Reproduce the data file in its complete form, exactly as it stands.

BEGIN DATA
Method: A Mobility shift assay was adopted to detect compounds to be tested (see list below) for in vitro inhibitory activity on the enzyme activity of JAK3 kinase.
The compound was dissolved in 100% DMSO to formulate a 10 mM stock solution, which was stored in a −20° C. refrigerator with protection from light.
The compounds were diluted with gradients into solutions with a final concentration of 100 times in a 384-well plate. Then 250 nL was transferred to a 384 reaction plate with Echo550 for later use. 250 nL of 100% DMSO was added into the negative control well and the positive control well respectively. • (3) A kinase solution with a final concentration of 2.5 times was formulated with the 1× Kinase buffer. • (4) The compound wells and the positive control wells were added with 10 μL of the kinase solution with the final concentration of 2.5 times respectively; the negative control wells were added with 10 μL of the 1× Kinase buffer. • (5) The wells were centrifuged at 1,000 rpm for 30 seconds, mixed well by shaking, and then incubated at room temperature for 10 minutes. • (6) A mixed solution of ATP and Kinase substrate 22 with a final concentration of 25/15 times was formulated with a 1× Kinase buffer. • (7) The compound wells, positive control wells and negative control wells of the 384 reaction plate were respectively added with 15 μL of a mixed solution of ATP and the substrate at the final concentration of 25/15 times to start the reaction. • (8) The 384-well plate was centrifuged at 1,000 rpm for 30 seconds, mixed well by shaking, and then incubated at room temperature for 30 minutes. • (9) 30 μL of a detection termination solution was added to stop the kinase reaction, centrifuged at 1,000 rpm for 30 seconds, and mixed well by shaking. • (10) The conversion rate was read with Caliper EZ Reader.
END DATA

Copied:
Method: A Mobility shift assay was adopted to detect compounds to be tested (see list below) for in vitro inhibitory activity on the enzyme activity of JAK3 kinase.
The compound was dissolved in 100% DMSO to formulate a 10 mM stock solution, which was stored in a −20° C. refrigerator with protection from light.
The compounds were diluted with gradients into solutions with a final concentration of 100 times in a 384-well plate. Then 250 nL was transferred to a 384 reaction plate with Echo550 for later use. 250 nL of 100% DMSO was added into the negative control well and the positive control well respectively. • (3) A kinase solution with a final concentration of 2.5 times was formulated with the 1× Kinase buffer. • (4) The compound wells and the positive control wells were added with 10 μL of the kinase solution with the final concentration of 2.5 times respectively; the negative control wells were added with 10 μL of the 1× Kinase buffer. • (5) The wells were centrifuged at 1,000 rpm for 30 seconds, mixed well by shaking, and then incubated at room temperature for 10 minutes. • (6) A mixed solution of ATP and Kinase substrate 22 with a final concentration of 25/15 times was formulated with a 1× Kinase buffer. • (7) The compound wells, positive control wells and negative control wells of the 384 reaction plate were respectively added with 15 μL of a mixed solution of ATP and the substrate at the final concentration of 25/15 times to start the reaction. • (8) The 384-well plate was centrifuged at 1,000 rpm for 30 seconds, mixed well by shaking, and then incubated at room temperature for 30 minutes. • (9) 30 μL of a detection termination solution was added to stop the kinase reaction, centrifuged at 1,000 rpm for 30 seconds, and mixed well by shaking. • (10) The conversion rate was read with Caliper EZ Reader.